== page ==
Wednesday 23rd of October 2019

Halliburton's Share

As protesters gather in Oklahoma for this year's Halliburton stockholders meeting, Corpwatch Director Pratap Chatterjee has given an excellent overview of Halliburton's involvement in oil exploration.

[extract from Democracy Now broadcast} 

"Halliburton is actually one of the principle players in the issue of
climate change, and the reason is that it's so profitable for them and
for the oil companies. Halliburton, in fact, is the company that
pioneered a lot of the offshore drilling technologies, the fracturing
technologies. So it's incredibly profitable for them to do this work,
and they do this and they’re part of pretty much every major oil
operation around the world.

So whether you're talking about gas
pipelines in the Caspian Sea or you're talking about Alaska,
Halliburton has been there and been part of that, and they continue to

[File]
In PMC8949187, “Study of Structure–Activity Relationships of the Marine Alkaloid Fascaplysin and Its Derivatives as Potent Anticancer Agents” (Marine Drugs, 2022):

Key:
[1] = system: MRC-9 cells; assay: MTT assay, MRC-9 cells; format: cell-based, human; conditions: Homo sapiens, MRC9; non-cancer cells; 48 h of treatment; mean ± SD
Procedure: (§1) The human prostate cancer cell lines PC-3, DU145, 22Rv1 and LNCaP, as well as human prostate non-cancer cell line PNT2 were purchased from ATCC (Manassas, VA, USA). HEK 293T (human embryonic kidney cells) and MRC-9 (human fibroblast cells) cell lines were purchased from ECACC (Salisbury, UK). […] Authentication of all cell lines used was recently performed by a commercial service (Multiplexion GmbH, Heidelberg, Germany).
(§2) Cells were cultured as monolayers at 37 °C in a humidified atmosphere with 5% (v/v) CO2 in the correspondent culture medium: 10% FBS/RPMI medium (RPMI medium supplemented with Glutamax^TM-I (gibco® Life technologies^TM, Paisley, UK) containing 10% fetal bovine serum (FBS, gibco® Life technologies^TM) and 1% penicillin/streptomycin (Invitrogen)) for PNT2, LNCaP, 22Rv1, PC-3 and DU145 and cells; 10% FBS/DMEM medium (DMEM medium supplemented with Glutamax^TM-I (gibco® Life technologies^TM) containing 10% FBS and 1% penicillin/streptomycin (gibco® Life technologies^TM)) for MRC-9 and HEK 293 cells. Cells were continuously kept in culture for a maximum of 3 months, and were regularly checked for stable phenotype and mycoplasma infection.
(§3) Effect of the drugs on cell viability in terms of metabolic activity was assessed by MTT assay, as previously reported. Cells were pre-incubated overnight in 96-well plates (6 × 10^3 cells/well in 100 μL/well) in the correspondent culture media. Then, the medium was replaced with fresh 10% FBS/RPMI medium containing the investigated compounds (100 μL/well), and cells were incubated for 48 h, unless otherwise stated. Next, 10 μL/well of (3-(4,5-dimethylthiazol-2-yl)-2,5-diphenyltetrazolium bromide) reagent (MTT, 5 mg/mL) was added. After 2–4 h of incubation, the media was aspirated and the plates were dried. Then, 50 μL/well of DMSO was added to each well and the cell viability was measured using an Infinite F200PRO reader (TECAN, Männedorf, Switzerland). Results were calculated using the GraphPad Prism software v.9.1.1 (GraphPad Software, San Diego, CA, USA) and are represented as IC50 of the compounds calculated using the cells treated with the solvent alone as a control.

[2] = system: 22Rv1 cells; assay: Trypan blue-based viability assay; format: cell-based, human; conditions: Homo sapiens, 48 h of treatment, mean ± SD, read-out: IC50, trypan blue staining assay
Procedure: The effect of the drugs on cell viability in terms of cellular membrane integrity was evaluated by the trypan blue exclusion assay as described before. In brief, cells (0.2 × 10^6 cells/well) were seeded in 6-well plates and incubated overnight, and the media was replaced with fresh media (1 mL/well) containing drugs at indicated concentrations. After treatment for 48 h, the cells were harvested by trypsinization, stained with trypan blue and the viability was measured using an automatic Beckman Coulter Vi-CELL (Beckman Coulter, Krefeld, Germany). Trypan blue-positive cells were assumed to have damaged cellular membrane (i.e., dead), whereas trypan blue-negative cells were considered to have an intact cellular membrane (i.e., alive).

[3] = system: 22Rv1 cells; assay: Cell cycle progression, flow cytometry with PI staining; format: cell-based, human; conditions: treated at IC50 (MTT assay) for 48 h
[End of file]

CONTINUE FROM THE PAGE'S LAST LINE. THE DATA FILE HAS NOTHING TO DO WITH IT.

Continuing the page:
profit in countries from Nigeria, and today, actually, in Peru, the
largest natural gas reserve being tap in the Amazonian rainforest is a
project between Hunt Energy of Texas and Halliburton. So, the more oil
that's tapped when, as we fail to look for or implement alternatives,

Halliburton is a company that profits out of that. It's not just Shell
and Exxon. Every single one of those companies uses Halliburton, and
therefore they profit from every single oil exploration project there
is, whether it’s offshore or onshore."

Chatterjee has just released an alternative report on the company's activities for the year, which I'll report on ASAP 

 

oil fumes .....

‘A U.S. district court judge has ordered the
Army to release 14 documents, including six emails, dealing with the
Halliburton oil contract in Iraq.
 

U.S. District Court Judge Ricardo M. Urbina also ordered the Army to give
to the court an additional six documents for the court to review to make a
further determination.  

At issue is a Freedom of Information Act lawsuit filed by Judicial Watch,
an anti-corruption public interest group. Judicial Watch believes the award of
a multi-billion contract to Halliburton subsidiary KBR for the restoration of
Iraq's oil fields may have been unduly influenced by Vice President Dick
Cheney, who headed Halliburton for five years prior to joining President
George. W. Bush's campaign.’
 

Army
Has To Turn Over Halliburton Documents